These verses in Exodus 34:6-7, are often mis-understood: "The LORD God, merciful and gracious, longsuffering, and abundant in goodness and truth, Keeping mercy for thousands, forgiving iniquity and transgression and sin, and that will by no means clear the guilty; visiting the iniquity of the fathers upon the children, and upon the children’s children, unto the third and to the fourth generation."
Saint Cyril of Alexandria explains to us this apparent contradiction in this beautiful way:
The Jewish populace did not correctly understand this. thinking that God was so harsh, inexorable. and persistent in his wrath as to impose the crimes of parents on their children's children. They said as much. for instance, in claiming, “The parents ate sour grapes. and the children's teeth were set on edge.” Consequently, God said to the prophet Ezekiel, "Son of man. what do you mean by repeating this proverb in Israel, The parents ate sour grapes. and the children's teeth were set on edge? As I live, says the Lord. let this proverb no more be recited in Israel, because all lives are mine; the life of the parent as well as the life of the child are mine. Someone who is righteous shall not die; the child will not take on his parent's sin. nor a parent take on his child's sin.” (Ezek 18:1-4,20) After all, how could the Lord of all still be long-suffering, rich in mercy. and truthful if he did not forgive sins and clear the guilty. but extended his anger to the third and fourth generation? What is the reasoning. then? While He is patient, as I said, and incomparably good, and does not immediately inflict punishment on sinners, He postpones it even to the second generation in the hope that perhaps some repentance may intervene and terminate the wrath. If this does not happen, however, and the third generation after the first and the fourth do likewise, or they are caught up in still worse evils, and are found to imitate their forbears’ impiety, then and only then does he impose punishment after having already shown the family sufficient patience for past sins. This is the meaning of inflicting sins of parents on the third and fourth generations.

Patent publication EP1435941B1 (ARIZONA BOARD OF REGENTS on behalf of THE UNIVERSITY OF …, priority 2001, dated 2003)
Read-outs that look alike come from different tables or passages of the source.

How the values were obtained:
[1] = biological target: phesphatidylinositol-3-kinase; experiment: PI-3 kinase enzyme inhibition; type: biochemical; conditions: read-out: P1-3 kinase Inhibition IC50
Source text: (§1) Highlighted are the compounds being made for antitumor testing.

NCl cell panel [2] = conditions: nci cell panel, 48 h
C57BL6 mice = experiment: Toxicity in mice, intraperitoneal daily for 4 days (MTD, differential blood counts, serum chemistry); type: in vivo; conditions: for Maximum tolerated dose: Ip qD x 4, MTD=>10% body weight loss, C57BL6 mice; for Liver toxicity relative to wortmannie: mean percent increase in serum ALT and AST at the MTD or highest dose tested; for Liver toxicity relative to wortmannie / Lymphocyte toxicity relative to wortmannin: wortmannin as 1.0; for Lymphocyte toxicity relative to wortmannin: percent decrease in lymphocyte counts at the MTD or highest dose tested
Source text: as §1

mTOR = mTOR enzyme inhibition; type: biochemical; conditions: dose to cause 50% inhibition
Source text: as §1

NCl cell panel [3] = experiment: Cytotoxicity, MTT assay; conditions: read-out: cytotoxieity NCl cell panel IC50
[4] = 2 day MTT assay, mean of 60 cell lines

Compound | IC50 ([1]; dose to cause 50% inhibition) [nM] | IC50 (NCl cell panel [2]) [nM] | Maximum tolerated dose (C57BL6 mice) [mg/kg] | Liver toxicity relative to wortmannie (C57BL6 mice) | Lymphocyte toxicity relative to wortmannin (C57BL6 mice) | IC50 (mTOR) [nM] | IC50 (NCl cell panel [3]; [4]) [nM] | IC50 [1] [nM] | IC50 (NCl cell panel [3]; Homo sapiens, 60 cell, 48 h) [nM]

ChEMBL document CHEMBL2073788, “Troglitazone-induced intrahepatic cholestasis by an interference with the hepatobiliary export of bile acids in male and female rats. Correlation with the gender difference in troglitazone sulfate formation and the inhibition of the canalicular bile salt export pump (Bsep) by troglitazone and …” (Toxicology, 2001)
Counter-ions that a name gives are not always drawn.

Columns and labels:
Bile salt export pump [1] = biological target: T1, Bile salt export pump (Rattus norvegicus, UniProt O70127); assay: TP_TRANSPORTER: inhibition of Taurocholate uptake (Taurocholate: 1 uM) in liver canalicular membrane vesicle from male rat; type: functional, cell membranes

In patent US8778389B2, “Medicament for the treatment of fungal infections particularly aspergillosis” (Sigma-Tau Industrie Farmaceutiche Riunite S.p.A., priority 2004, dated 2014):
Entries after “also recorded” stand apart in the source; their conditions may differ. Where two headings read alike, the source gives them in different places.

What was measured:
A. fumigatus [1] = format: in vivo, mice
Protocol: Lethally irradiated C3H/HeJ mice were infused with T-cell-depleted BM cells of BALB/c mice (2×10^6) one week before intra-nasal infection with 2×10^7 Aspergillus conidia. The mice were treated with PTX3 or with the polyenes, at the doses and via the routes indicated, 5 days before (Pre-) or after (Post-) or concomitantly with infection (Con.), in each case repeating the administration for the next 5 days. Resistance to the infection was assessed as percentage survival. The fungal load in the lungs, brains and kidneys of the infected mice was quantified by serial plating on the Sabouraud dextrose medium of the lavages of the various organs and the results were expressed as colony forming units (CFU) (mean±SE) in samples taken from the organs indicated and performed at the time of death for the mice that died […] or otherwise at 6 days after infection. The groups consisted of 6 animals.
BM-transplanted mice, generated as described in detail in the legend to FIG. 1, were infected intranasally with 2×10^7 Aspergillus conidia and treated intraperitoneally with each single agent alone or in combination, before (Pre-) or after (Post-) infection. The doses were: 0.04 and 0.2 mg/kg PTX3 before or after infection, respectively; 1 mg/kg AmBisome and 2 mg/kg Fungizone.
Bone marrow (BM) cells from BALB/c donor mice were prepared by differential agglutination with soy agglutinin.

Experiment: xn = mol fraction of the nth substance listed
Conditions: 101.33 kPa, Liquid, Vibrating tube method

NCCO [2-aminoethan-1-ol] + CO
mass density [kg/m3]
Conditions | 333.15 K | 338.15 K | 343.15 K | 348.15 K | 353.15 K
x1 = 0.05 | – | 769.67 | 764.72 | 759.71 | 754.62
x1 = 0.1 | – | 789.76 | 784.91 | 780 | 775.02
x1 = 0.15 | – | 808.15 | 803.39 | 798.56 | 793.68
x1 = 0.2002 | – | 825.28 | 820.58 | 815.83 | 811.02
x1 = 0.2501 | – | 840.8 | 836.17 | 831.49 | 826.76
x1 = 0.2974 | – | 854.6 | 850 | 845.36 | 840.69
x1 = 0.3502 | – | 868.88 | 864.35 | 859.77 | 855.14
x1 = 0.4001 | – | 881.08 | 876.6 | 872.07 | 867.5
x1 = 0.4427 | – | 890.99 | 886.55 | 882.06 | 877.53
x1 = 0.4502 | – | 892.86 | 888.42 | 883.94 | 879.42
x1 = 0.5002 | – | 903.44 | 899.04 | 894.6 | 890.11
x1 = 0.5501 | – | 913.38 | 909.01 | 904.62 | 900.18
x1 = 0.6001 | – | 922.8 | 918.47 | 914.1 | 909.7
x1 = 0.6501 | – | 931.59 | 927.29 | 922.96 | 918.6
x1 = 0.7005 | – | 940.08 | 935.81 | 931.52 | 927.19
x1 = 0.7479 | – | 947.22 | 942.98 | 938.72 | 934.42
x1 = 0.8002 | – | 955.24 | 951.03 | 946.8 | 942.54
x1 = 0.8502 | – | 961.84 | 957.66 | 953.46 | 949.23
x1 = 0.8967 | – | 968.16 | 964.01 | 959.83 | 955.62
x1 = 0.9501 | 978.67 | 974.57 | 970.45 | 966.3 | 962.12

From the book: ST. CYRIL OF ALEXANDRIA: COMMENTARY ON THE TWELVE PROPHETS, volume 2, pp 16-17, available from: amazon.com or amazon.ca